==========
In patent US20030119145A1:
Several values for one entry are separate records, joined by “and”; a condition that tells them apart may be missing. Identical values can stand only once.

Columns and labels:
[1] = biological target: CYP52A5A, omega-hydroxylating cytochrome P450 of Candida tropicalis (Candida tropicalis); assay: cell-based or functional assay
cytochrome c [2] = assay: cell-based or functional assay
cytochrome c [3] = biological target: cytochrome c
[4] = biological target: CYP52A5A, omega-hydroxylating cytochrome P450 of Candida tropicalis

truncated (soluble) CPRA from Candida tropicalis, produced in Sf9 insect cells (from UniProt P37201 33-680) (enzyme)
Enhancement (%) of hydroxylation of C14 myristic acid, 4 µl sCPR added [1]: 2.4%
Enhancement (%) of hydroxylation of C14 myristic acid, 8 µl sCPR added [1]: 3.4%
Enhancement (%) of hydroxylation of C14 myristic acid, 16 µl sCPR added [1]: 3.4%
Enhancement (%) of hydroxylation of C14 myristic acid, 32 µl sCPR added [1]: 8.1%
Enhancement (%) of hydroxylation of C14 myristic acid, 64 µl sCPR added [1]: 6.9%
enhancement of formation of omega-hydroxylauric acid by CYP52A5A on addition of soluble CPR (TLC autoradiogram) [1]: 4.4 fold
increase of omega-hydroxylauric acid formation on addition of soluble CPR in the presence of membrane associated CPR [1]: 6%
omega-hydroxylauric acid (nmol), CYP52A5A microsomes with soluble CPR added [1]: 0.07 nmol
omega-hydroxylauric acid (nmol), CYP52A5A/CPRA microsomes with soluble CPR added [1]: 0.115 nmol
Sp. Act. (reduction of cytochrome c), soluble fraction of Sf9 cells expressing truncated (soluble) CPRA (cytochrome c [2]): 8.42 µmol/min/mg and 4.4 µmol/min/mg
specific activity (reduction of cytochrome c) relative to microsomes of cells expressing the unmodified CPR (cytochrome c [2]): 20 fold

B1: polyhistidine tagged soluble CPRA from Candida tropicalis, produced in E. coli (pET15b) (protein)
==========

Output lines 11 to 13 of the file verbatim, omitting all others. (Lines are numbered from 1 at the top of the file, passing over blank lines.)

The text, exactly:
Enhancement (%) of hydroxylation of C14 myristic acid, 16 µl sCPR added [1]: 3.4%
Enhancement (%) of hydroxylation of C14 myristic acid, 32 µl sCPR added [1]: 8.1%
Enhancement (%) of hydroxylation of C14 myristic acid, 64 µl sCPR added [1]: 6.9%